|Número de publicación||WO2001005442 A1|
|Tipo de publicación||Solicitud|
|Número de solicitud||PCT/GB2000/002671|
|Fecha de publicación||25 Ene 2001|
|Fecha de presentación||14 Jul 2000|
|Fecha de prioridad||17 Jul 1999|
|También publicado como||CA2379614A1, CA2379614C, CN1197627C, CN1361701A, DE60010265D1, DE60010265T2, DE60010265T3, EP1196203A1, EP1196203B1, EP1196203B2, US6790408, US20020159916|
|Número de publicación||PCT/2000/2671, PCT/GB/0/002671, PCT/GB/0/02671, PCT/GB/2000/002671, PCT/GB/2000/02671, PCT/GB0/002671, PCT/GB0/02671, PCT/GB0002671, PCT/GB002671, PCT/GB2000/002671, PCT/GB2000/02671, PCT/GB2000002671, PCT/GB200002671, WO 0105442 A1, WO 0105442A1, WO 2001/005442 A1, WO 2001005442 A1, WO 2001005442A1, WO-A1-0105442, WO-A1-2001005442, WO0105442 A1, WO0105442A1, WO2001/005442A1, WO2001005442 A1, WO2001005442A1|
|Inventores||Paul Howard Whitby, Keith Collingwood, Alain Luciani|
|Solicitante||Reckitt Benckiser (Uk) Limited|
|Exportar cita||BiBTeX, EndNote, RefMan|
|Citas de patentes (3), Otras citas (2), Citada por (27), Clasificaciones (9), Eventos legales (12)|
|Enlaces externos: Patentscope, Espacenet|
Fragrance Emitting Device
The present invention relates to a method for preventing the habituation of a fragrance composition. It is generally known to use an electrical device to evaporate a perfume and/or fragrance composition into a space, particularly a domestic space e.g. a living room, to provide a pleasant aroma. There are a variety of such devices on sale, for example the Airwick Diffuseur Actif (RTM) (manufactured by Reckitt & Col an) or the Ambi-Pur (RTM) fragrance diffuser (manufactured by Sara Lee) . Generally they consist of a perfume or fragrance source, an electrical heater and a power supply. By the application of heat to the perfume or fragrance source, there will be a constant supply of the perfume or fragrance to the space in which the device is placed.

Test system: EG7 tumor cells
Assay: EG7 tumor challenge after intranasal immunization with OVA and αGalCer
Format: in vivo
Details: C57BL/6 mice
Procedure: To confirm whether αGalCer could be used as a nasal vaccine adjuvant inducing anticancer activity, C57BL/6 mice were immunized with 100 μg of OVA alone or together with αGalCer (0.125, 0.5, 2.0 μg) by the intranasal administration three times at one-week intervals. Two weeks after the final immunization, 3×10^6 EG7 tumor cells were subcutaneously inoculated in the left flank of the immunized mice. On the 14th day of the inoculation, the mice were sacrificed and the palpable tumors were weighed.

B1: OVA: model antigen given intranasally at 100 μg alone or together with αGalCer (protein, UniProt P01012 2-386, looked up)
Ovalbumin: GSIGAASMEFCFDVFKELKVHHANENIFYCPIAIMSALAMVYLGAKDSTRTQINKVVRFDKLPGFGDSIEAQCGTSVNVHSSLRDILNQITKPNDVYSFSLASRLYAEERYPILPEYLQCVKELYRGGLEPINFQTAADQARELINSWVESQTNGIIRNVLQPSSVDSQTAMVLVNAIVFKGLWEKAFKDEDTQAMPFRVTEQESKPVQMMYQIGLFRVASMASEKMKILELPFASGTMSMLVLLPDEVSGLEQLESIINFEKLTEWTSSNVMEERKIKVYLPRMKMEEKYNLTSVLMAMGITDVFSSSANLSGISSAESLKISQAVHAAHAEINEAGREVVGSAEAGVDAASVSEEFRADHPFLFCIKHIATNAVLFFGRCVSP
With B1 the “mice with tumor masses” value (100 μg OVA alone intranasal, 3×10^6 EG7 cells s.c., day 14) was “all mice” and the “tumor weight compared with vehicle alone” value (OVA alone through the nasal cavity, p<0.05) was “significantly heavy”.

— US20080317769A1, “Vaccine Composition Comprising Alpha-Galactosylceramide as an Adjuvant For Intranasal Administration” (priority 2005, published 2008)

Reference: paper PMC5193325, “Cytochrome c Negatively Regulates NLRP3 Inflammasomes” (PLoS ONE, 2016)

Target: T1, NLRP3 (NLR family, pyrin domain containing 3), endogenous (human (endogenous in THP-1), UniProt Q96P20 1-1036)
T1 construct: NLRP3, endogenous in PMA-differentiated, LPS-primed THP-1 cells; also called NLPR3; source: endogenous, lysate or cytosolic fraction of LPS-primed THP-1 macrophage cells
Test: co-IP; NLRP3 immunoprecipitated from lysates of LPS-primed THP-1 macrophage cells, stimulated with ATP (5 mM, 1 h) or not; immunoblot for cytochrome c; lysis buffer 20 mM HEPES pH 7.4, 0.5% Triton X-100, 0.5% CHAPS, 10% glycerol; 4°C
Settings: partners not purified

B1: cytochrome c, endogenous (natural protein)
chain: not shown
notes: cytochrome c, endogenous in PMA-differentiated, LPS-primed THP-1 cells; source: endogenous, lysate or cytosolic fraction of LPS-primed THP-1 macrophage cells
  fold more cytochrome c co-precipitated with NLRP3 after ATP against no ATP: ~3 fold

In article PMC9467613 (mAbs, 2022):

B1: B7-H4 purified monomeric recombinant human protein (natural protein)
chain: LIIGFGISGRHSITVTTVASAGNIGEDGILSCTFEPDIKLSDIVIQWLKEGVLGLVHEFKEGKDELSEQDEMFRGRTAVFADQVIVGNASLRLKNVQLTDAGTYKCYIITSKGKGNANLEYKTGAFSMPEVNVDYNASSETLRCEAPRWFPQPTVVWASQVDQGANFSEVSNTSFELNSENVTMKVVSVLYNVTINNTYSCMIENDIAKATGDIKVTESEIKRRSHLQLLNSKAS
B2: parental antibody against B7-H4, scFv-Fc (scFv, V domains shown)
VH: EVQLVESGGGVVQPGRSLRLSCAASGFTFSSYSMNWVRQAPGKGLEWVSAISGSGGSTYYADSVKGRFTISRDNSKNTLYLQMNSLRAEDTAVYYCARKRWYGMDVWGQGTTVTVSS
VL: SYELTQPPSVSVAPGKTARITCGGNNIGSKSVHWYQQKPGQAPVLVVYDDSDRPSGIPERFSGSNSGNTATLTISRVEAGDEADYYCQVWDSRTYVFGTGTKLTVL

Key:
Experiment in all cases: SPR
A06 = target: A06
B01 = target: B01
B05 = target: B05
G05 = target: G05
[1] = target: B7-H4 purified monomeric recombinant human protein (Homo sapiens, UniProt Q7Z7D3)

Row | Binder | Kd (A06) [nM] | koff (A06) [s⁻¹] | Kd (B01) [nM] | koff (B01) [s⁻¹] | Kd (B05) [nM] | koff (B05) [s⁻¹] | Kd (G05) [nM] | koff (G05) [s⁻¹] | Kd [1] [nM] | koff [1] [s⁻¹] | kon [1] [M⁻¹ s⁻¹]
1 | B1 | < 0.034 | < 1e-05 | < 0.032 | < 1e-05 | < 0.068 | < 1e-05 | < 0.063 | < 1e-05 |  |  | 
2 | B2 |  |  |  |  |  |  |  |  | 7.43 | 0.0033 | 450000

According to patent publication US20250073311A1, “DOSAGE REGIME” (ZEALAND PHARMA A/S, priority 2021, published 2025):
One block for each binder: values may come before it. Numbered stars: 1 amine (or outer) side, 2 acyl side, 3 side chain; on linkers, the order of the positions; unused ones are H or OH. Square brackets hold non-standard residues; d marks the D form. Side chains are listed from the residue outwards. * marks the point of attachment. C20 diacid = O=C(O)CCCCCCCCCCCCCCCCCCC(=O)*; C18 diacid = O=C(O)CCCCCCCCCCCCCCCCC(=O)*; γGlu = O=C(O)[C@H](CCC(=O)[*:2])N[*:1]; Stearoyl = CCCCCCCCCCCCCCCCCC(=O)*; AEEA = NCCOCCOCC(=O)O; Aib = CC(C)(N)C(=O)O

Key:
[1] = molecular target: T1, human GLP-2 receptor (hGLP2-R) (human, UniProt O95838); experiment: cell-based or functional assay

The problem with this arrangement is that a person occupying the space will quickly become accustomed to the perfume or fragrance and, after a while, will not perceive the fragrance strength as being as intense.
This is a well-known phenomenon called habituation. A solution to this problem has been sought.
According to a first aspect of the present invention there is provided a method for preventing the habituation of a fragrance composition, which method comprises providing to a space which it is desired to fragrance two or more fragrance compositions, at least one of which fragrance compositions is provided periodically.
According to the invention there is further provided a method wherein a continuous supply of a first fragrance composition and a periodic supply of a second fragrance composition are provided to the space which it is desired to fragrance.
According to a second aspect of the present invention there is provided a device for supplying two or more fragrance compositions to a space which it is desired to fragrance the device comprising supply means for periodically supplying at least one of the fragrance compositions to the space. Preferably, the device further comprises second supply means, which second supply means is adapted to continuously supply a first fragrance composition to the space which it is desired to fragrance.
Each fragrance composition is preferably in the form of a liquid. Suitable solvents for the fragrance components include water, alkyl alcohol e.g. isopropanol or ethanol, an ether (such as monopropylene glycol methyl ether, dipropylene glycol methyl ether and/or tripropylene glycol methyl ether, carbitol or a glycol (such as propyleneglycol or dipropyleneglycol) .
When the fragrance composition is in the form of a liquid, it is generally supplied in (or its source is) a container, e.g. a bottle, filled with the liquid and provided with a wick means. A suitable container is one made from a water/organic solvent insoluble material which is optionally either a plastics material for example polypropylene, HDPE (high density polyethylene) , PET or Barex or, preferably, glass. Suitable wicks are made from natural or synthetic fibrous materials such as cotton, fibreglass, mineral fibres, cellulose ceramic, graphite or polyester.
Each fragrance composition may additionally comprise a malodour counteractant and/or an insecticide. Preferably it is the first fragrance composition which may further comprise a malodour counteractant and/or an insecticide.
A suitable fragrance composition for use in the invention comprises one or more fragrant components such as cedarwood, oil, sandalwood oil, bergamot, Bulgarian rose oil, patchouli, myrrh, clove leaf oil, linalol, ethyl alcohol, terpineol, menthol, citronellal, and/or phenyl ethyl alcohol.